For “alienation of affection”, a defendant can prove that no love and affection existed between the husband and wife.
Another defense exists under General Statute 52-13, which allows a defendant to prove that an act giving rise to the claim for “alienation of affection” or “criminal conversion” occurred after the date of separation.
Lillian Kwon’s Christian Post article begins “Dinesh D' Souza, president of The King's College and co-producer of ‘2016: Obama's America,’ is facing scrutiny for his relationship with a woman whom he has introduced to some as his fiancée.
North Carolina law still permits an action for “alienation of affection” against a third party whom the plaintiff feels is responsible for ending the marriage.
Even if you did not begin dating someone until after the date of separation, a suspicious former spouse may see the new boyfriend or girlfriend as the cause of the marriage’s end and bring a court action.
However, according to World Magazine, on September 28, the week before he filed, he traveled with Denise Joseph to an event where he introduced her to some people as his fiancée.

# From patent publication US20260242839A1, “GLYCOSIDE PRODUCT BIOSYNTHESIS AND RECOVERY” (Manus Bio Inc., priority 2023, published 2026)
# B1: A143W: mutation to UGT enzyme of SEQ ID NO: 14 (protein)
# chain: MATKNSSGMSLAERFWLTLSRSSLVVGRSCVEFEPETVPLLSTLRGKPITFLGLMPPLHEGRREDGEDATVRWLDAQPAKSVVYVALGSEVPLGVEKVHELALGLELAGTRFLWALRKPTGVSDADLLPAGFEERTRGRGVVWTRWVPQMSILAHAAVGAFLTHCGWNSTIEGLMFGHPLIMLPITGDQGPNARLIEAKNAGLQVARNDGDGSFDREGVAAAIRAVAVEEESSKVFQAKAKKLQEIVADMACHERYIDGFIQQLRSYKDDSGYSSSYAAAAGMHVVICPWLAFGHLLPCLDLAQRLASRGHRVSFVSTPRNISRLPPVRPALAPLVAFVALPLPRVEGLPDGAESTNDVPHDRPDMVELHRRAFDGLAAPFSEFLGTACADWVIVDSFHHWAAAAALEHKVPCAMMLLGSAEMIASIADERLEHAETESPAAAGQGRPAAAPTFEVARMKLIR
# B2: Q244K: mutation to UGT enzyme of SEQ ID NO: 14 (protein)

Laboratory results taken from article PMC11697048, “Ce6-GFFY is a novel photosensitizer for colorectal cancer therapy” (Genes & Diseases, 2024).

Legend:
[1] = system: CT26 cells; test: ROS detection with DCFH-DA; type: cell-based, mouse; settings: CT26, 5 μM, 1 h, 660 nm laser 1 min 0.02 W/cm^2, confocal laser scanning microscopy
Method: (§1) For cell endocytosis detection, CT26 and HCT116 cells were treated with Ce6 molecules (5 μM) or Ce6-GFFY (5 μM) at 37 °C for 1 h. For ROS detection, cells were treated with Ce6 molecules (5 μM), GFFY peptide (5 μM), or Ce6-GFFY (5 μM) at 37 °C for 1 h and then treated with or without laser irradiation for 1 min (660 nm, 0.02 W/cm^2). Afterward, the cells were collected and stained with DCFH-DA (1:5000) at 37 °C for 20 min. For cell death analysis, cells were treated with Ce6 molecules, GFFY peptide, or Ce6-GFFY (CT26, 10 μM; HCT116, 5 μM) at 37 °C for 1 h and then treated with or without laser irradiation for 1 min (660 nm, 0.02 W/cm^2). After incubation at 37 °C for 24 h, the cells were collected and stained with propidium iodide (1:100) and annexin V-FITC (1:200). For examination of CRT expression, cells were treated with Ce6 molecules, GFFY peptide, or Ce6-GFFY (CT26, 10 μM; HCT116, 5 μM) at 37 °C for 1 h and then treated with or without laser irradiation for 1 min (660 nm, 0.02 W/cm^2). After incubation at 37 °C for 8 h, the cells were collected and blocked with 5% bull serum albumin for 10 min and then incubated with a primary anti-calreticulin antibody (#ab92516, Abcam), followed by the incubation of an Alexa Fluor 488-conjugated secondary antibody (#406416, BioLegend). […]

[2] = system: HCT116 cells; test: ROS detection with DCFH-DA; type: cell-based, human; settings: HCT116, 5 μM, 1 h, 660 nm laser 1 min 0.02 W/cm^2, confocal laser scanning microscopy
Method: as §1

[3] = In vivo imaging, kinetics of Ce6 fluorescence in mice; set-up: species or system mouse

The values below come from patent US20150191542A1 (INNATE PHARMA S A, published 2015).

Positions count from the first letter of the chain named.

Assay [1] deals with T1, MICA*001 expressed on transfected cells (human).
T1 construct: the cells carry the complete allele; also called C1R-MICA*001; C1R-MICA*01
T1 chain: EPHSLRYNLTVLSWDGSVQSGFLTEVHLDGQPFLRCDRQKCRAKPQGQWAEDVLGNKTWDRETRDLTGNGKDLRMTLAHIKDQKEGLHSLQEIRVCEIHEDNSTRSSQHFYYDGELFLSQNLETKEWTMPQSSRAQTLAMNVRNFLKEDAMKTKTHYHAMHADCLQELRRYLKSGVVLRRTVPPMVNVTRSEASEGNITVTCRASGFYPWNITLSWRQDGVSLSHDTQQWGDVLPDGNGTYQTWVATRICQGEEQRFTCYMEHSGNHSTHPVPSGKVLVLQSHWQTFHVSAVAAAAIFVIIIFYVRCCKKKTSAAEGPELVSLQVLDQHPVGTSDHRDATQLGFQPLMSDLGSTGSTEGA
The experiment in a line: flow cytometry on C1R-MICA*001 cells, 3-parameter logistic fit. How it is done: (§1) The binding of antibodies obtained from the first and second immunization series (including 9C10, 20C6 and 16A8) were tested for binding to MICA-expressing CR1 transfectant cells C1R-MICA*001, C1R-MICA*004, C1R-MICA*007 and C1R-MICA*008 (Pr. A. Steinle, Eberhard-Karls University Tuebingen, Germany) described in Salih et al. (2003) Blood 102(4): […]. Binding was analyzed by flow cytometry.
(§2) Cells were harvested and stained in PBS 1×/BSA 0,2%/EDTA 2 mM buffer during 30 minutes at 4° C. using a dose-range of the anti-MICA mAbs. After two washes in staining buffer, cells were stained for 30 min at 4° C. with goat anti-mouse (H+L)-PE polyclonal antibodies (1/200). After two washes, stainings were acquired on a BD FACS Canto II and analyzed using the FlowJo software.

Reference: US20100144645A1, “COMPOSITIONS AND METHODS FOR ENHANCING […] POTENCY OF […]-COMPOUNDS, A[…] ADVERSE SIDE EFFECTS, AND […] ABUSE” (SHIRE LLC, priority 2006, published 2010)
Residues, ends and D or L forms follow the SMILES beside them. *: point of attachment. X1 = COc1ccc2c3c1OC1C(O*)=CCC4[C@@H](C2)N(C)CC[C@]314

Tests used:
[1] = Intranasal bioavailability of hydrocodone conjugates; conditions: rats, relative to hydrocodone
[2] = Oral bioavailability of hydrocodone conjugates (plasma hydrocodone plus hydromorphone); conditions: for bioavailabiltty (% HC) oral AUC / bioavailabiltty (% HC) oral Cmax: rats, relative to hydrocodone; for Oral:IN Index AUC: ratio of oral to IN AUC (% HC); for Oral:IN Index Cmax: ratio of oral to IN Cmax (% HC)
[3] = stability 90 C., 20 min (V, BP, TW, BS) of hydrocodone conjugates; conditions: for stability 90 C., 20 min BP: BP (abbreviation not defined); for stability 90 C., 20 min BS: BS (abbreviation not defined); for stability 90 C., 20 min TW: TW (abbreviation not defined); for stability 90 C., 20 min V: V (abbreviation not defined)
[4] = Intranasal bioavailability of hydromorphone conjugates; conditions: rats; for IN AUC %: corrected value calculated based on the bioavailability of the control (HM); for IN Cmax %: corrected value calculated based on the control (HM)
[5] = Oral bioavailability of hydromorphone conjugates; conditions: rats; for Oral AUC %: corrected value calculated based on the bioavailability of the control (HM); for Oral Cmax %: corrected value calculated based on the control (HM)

After speaking at the Christian event that evening and receiving a standing ovation, he spent the night in the same Comfort Inn room with Denise.
They incorporated a prayer into their minutes that included this sentence, “All-too-frequent reports of the sinful failing of our accomplished leaders bring us no joy.” Subsequently, Dinesh announced that he is suspending his engagement to Denise. Therefore, the act of separation immediately brings a sense of relief and calm because they are not constantly at each other’s throats.
While attaining that time out sounds like a good idea, typically it is not. Because once they experience the relief, it is difficult to go back into the unpleasant task of figuring out how to solve the problems.
Under General Statute 50-16.2A, amongst the factors a judge can consider in granting support is any martial misconduct by the parties.
Marital misconduct can include abandonment and “illicit sexual behavior.” A former spouse could use evidence of your relationship, similar to the “alienation of affection” and “criminal conversion” claims, to argue that you are at fault for ending the marriage and deserve less financial support.
Therefore, I refer to them only to address principles about separation, dating, and morality.
When Dinesh became president of The King’s College in 2010, he moved to New York but left his wife in California.
Our experience with helping couples indicates that separation facilitates divorce, but seldom facilitates reconciliation.